Japan’s sovereignty day plan riles Okinawans
Prime Minister Shinzo Abe thinks his plan to commemorate the restoration of Japan’s sovereignty and the end of Allied Occupation is a good one for next month, but Okinawans aren’t the least bit pleased by the idea.
The 1952 restoration of Japan’s sovereignty was a big deal on mainland Japan, but to Okinawans, who remained under American occupation until 1972, it’s nothing. Okinawans consider April 28th as “the day of infamy” when Japan came out from under the allies, while Okinawa remained under U.S. control.
At best, Okinawans are giving Abe a slight pass as simply being ignorant of the facts. Both of Okinawa’s largest newspapers –the Ryukyu Shimpo and the Okinawa Times—have published articles on their websites criticizing the Prime Minister for the celebration. The San Francisco Peace Treaty took effect April 28, 1952, officially ending World War II, but it didn’t apply to Okinawa, which remained under U.S. military occupation.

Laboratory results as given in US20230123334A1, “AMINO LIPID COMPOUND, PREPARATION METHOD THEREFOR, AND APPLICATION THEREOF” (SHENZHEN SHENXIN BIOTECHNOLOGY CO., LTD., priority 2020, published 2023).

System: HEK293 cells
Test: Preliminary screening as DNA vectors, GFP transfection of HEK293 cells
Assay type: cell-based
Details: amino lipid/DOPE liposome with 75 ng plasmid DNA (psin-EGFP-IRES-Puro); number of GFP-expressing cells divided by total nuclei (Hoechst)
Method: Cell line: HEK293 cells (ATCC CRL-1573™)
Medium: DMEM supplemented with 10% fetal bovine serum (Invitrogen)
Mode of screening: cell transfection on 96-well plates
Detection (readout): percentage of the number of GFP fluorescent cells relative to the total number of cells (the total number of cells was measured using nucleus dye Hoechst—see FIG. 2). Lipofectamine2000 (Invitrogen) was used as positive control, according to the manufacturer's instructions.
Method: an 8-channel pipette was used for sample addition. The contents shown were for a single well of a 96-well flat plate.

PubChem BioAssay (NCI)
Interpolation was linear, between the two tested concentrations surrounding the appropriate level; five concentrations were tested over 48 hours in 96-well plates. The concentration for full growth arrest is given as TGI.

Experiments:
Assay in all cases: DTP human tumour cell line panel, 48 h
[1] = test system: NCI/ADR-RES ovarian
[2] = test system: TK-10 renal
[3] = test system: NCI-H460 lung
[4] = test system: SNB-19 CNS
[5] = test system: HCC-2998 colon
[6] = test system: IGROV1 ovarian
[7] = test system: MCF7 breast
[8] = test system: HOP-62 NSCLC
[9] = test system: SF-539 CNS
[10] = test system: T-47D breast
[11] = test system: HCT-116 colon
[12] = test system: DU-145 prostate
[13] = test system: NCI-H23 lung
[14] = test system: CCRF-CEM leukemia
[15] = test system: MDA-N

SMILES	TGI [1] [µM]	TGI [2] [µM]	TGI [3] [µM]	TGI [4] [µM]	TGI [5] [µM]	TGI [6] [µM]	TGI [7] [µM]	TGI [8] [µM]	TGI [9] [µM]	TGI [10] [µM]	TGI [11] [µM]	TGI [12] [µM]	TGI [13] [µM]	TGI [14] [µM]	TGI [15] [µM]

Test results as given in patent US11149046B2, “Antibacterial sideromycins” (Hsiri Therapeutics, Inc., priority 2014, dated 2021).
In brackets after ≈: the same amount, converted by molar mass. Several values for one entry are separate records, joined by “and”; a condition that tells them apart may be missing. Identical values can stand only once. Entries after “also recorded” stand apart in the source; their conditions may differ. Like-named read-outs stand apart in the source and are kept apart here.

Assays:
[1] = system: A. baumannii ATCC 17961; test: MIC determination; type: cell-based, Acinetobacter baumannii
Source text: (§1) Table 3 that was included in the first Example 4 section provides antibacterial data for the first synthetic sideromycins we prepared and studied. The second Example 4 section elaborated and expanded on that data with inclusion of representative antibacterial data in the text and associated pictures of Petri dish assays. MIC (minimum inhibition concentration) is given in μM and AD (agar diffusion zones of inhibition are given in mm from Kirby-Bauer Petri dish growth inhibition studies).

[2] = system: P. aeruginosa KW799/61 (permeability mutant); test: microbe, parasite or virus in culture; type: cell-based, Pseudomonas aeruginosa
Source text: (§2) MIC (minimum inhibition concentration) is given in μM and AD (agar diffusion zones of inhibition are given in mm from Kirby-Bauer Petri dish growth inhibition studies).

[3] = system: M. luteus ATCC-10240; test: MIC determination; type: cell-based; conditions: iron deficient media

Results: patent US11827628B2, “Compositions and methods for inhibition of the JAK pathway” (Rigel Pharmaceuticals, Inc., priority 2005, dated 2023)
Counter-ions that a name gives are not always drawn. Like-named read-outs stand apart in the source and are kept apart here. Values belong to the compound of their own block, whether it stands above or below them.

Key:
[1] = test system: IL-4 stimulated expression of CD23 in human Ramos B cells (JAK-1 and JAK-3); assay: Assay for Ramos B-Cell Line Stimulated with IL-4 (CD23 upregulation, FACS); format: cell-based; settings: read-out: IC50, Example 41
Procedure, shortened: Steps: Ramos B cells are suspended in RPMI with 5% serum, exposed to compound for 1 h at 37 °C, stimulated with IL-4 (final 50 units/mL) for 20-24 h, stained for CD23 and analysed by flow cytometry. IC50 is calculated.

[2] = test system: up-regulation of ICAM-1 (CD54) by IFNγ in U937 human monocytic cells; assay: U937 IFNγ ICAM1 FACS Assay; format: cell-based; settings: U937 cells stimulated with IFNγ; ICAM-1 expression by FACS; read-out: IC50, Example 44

“It is a nice day because Japan because independent” again, says Okinawa Governor Hirokazu Nakaima, “but it was a day when Okinawa was deserted too.” He told the Okinawa Times “It’s only natural the Okinawan people have various feelings, including resentment and bitterness.” At a Cabinet meeting, Chief Cabinet Secretary Yoshihide Suga seemed to agree, telling his colleagues “not to forget Okinawa’s history of hardship” and to keep on pressing for reductions in the burdens carried by Okinawa.